New York Times reporting
by Isabella Kwai
With England trapped in what it calls a vicious circle of junk-food consumption, the authors of a government-commissioned review into the nation’s food industry have put sugar and salt in their crosshairs.
The independent review, released Thursday, calls for a long list of ideas to improve the nation’s eating habits, including a tax on sugar and salt, with the proceeds used to funnel fresh fruits and vegetables to poorer families, along with allowing doctors to prescribe fruits and vegetables and forcing food companies to report the breakdown of their sales by nutrition.
“The COVID-19 pandemic has provided a painful reality check,” wrote the authors of the review, noting that obesity rates had contributed to Britain’s high number of deaths in the pandemic. “There is widespread recognition that we need to change our national diet as a matter of urgency.”
The stakes are high: Poor diet contributes to about 64,000 deaths in England each year, the review found, with Type 2 diabetes projected to cost the National Health Service $20 billion a year by around 2035.
Government officials said they would respond to the review in six months in a formal white paper, although Prime Minister Boris Johnson did not sound enthusiastic when asked about it by reporters Thursday. “I’m not, I must say, attracted to the idea of extra taxes on hardworking people,” he said, although he said there were “doubtless some good ideas in it.”
The review, which consulted 300 food, agricultural and health groups and was written by Henry Dimbleby, founder of the Leon restaurant chain, which serves what it calls healthy and more sustainable fast food, called for a wide variety of changes to tackle food and health inequalities and address climate change.
But it was a proposed tax on sugar (about $2 per pound) and salt (about double that) used in foods that were processed or provided by restaurants or caterers that drew the most attention and prompted the strongest reactions.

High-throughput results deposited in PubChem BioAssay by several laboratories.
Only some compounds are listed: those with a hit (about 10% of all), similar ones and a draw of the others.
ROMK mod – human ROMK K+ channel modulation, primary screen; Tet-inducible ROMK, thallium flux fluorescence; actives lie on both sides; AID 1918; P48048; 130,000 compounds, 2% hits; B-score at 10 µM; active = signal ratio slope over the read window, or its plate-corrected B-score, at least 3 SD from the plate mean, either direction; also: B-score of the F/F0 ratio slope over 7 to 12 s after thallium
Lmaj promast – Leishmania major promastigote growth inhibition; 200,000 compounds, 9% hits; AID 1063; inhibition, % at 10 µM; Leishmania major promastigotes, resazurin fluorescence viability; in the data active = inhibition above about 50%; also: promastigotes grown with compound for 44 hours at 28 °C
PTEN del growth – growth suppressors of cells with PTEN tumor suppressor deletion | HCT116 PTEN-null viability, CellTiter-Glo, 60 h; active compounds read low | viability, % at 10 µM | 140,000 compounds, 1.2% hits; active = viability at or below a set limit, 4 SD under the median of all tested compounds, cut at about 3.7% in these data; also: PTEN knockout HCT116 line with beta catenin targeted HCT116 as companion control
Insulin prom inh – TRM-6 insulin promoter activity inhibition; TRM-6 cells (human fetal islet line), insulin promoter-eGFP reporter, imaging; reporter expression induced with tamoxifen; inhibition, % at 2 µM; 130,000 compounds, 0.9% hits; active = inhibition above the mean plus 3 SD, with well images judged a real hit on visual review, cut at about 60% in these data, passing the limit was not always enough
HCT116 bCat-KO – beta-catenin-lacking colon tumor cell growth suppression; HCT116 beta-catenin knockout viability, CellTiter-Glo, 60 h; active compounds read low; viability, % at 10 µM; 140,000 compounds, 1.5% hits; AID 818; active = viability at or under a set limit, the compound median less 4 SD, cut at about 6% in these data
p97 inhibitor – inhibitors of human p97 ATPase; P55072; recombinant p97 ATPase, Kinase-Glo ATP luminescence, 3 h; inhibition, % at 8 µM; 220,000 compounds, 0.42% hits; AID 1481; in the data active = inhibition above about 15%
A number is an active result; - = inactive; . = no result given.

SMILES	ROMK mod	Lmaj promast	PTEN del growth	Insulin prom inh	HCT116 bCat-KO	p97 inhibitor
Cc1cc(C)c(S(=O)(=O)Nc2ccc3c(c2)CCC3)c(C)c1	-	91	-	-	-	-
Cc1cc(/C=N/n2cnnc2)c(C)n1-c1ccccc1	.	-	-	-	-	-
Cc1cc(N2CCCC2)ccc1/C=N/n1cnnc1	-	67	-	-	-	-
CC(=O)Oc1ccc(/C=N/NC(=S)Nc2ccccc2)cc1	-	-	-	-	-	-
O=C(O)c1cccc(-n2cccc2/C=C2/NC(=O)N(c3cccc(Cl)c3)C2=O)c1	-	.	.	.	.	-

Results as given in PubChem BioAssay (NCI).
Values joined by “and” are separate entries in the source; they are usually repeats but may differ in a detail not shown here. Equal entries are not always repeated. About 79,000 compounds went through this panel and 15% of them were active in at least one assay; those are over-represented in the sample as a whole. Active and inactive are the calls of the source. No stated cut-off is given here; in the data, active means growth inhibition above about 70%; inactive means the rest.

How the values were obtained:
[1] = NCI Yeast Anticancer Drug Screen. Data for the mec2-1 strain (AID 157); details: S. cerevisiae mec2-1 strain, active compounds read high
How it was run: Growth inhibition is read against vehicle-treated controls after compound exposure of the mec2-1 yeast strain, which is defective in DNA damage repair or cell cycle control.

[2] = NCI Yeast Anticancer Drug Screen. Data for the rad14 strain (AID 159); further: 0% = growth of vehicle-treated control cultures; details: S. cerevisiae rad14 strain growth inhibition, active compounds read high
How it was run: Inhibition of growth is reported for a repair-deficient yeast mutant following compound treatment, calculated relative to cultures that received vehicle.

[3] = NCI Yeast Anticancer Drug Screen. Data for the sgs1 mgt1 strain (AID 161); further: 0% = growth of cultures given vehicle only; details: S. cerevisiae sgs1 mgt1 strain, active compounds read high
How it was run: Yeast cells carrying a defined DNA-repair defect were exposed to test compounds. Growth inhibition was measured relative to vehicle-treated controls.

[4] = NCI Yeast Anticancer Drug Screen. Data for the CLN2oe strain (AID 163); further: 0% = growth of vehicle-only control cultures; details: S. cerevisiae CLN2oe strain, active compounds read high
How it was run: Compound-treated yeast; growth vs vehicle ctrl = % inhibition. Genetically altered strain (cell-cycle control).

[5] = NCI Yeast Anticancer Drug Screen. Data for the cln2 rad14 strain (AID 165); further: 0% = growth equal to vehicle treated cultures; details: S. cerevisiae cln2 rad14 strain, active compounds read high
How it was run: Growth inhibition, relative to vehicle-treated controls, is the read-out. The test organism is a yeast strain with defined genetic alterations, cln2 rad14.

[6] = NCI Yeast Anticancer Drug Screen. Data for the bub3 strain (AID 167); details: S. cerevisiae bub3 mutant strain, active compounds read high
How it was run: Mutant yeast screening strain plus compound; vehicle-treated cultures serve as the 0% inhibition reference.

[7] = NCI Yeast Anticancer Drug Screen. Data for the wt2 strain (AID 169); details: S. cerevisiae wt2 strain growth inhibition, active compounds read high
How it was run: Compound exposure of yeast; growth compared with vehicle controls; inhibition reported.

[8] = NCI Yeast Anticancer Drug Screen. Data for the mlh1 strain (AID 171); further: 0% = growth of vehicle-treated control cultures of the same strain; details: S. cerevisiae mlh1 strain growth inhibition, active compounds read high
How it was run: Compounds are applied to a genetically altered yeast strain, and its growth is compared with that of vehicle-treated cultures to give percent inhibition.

Childhood obesity levels at a critical level
The Food Foundation, which was consulted in the review, called the tax “an exciting proposition,” adding that childhood obesity levels in Britain were at a critical level and had not fallen in recent years, and that the nation has an opportunity “to pivot the food system to protect human and planetary health.”
Britain introduced a levy on sugar-sweetened drinks three years ago, and researchers found that it led drink manufacturers to reduce the sugar contents in their products. A salt tax — a world first — would have a similar impact, incentivizing food manufacturers to reformulate their foods where voluntary attempts had failed, said Graham MacGregor, a professor of cardiovascular medicine at Queen Mary University and chair of the advocacy group Action on Salt.
But food-manufacturing groups said consumers would ultimately have to pay the cost of the taxes, an unfair demand on businesses that have struggled to stay afloat during the pandemic.
“A salt and sugar tax will ultimately impact those families who are already struggling to make ends meet by making food and drink more expensive,” said Kate Halliwell, chief scientific officer for the Food and Drink Federation.
Conservative groups denounced the proposal as meddling, and said it would raise the price of staples such as jam, cereal and candy. One group, TaxPayers’ Alliance, projected that the changes could cost some households an extra $238 a year.
The report acknowledged that the tax would most likely increase the prices of some products, but said that the $4 billion a year that it raised could be used to benefit poorer households. The proceeds could be directed toward expanding eligibility to free meal programs for students, subsidizing the delivery of more fresh foods to lower-income families and programs allowing primary care physicians to prescribe fruits and vegetables.
Tax to make companies reformulate
“It’s not a tax to increase price,” Dimbleby told the BBC. “It’s a tax to make the companies reformulate.”
The report also examined the impact of food-farming practices on climate change, calling for financial help for farmers trying to transition to greener agricultural practices. Extreme weather events and catastrophic harvest failures, it said, would lead to “the next big shock to our food supply.”
The review stopped short of calling for a tax on meat, describing the idea as “politically impossible” and too punitive for poorer households, but it encouraged the government to invest in alternative proteins. Other recommendations included mandatory reporting on the breakdown of food sales by nutritional value and better education on cooking and food nutrition in schools.
This article originally appeared in The New York Times